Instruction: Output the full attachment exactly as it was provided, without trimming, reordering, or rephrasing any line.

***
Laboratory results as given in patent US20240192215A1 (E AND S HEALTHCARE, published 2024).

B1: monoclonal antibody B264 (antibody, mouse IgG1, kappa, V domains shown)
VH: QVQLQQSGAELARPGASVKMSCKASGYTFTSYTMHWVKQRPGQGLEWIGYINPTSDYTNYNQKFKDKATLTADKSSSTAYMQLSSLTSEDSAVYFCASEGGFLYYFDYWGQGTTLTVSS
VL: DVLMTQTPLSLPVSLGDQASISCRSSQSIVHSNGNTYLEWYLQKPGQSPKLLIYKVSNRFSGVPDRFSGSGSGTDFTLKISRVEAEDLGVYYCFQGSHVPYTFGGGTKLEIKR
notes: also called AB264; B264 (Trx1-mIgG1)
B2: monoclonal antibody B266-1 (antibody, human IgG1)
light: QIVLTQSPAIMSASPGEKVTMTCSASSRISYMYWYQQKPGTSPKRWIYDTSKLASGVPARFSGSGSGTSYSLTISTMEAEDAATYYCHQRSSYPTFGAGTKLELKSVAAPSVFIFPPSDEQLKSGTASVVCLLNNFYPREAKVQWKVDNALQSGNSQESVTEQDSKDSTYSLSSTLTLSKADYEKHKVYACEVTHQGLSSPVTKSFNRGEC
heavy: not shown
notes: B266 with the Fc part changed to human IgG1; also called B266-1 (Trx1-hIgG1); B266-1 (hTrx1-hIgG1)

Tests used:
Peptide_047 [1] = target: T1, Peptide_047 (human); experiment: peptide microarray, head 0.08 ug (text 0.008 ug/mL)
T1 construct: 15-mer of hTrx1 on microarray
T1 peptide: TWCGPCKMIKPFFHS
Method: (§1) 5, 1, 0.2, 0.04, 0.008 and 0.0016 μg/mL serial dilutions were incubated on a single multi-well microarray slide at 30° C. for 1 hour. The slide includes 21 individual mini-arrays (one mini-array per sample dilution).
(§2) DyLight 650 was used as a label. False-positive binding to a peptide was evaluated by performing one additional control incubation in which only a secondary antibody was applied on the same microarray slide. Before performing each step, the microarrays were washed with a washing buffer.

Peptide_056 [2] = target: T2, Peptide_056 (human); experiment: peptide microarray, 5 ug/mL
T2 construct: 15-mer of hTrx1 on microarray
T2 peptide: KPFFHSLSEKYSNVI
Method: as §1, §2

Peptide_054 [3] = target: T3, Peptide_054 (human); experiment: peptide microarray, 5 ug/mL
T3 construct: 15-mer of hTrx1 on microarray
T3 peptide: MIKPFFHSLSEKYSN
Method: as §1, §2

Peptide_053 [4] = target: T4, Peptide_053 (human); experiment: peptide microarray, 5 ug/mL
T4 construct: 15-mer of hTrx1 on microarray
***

Laboratory results as given in patent US20240192215A1 (E AND S HEALTHCARE, published 2024).

B1: monoclonal antibody B264 (antibody, mouse IgG1, kappa, V domains shown)
VH: QVQLQQSGAELARPGASVKMSCKASGYTFTSYTMHWVKQRPGQGLEWIGYINPTSDYTNYNQKFKDKATLTADKSSSTAYMQLSSLTSEDSAVYFCASEGGFLYYFDYWGQGTTLTVSS
VL: DVLMTQTPLSLPVSLGDQASISCRSSQSIVHSNGNTYLEWYLQKPGQSPKLLIYKVSNRFSGVPDRFSGSGSGTDFTLKISRVEAEDLGVYYCFQGSHVPYTFGGGTKLEIKR
notes: also called AB264; B264 (Trx1-mIgG1)
B2: monoclonal antibody B266-1 (antibody, human IgG1)
light: QIVLTQSPAIMSASPGEKVTMTCSASSRISYMYWYQQKPGTSPKRWIYDTSKLASGVPARFSGSGSGTSYSLTISTMEAEDAATYYCHQRSSYPTFGAGTKLELKSVAAPSVFIFPPSDEQLKSGTASVVCLLNNFYPREAKVQWKVDNALQSGNSQESVTEQDSKDSTYSLSSTLTLSKADYEKHKVYACEVTHQGLSSPVTKSFNRGEC
heavy: not shown
notes: B266 with the Fc part changed to human IgG1; also called B266-1 (Trx1-hIgG1); B266-1 (hTrx1-hIgG1)

Tests used:
Peptide_047 [1] = target: T1, Peptide_047 (human); experiment: peptide microarray, head 0.08 ug (text 0.008 ug/mL)
T1 construct: 15-mer of hTrx1 on microarray
T1 peptide: TWCGPCKMIKPFFHS
Method: (§1) 5, 1, 0.2, 0.04, 0.008 and 0.0016 μg/mL serial dilutions were incubated on a single multi-well microarray slide at 30° C. for 1 hour. The slide includes 21 individual mini-arrays (one mini-array per sample dilution).
(§2) DyLight 650 was used as a label. False-positive binding to a peptide was evaluated by performing one additional control incubation in which only a secondary antibody was applied on the same microarray slide. Before performing each step, the microarrays were washed with a washing buffer.

Peptide_056 [2] = target: T2, Peptide_056 (human); experiment: peptide microarray, 5 ug/mL
T2 construct: 15-mer of hTrx1 on microarray
T2 peptide: KPFFHSLSEKYSNVI
Method: as §1, §2

Peptide_054 [3] = target: T3, Peptide_054 (human); experiment: peptide microarray, 5 ug/mL
T3 construct: 15-mer of hTrx1 on microarray
T3 peptide: MIKPFFHSLSEKYSN
Method: as §1, §2

Peptide_053 [4] = target: T4, Peptide_053 (human); experiment: peptide microarray, 5 ug/mL
T4 construct: 15-mer of hTrx1 on microarray